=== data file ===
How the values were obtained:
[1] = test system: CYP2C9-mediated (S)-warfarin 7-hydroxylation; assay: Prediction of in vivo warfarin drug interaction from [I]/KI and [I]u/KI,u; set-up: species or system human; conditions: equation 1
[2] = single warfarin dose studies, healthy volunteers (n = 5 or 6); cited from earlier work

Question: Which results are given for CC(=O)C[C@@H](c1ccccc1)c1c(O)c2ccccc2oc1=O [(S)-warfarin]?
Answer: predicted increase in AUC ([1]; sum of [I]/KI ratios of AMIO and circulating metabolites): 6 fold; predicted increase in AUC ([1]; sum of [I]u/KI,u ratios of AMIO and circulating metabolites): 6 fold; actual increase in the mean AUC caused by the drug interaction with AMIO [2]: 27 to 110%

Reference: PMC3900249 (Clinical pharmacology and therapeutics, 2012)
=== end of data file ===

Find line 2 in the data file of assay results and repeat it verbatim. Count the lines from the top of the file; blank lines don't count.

[1] = test system: CYP2C9-mediated (S)-warfarin 7-hydroxylation; assay: Prediction of in vivo warfarin drug interaction from [I]/KI and [I]u/KI,u; set-up: species or system human; conditions: equation 1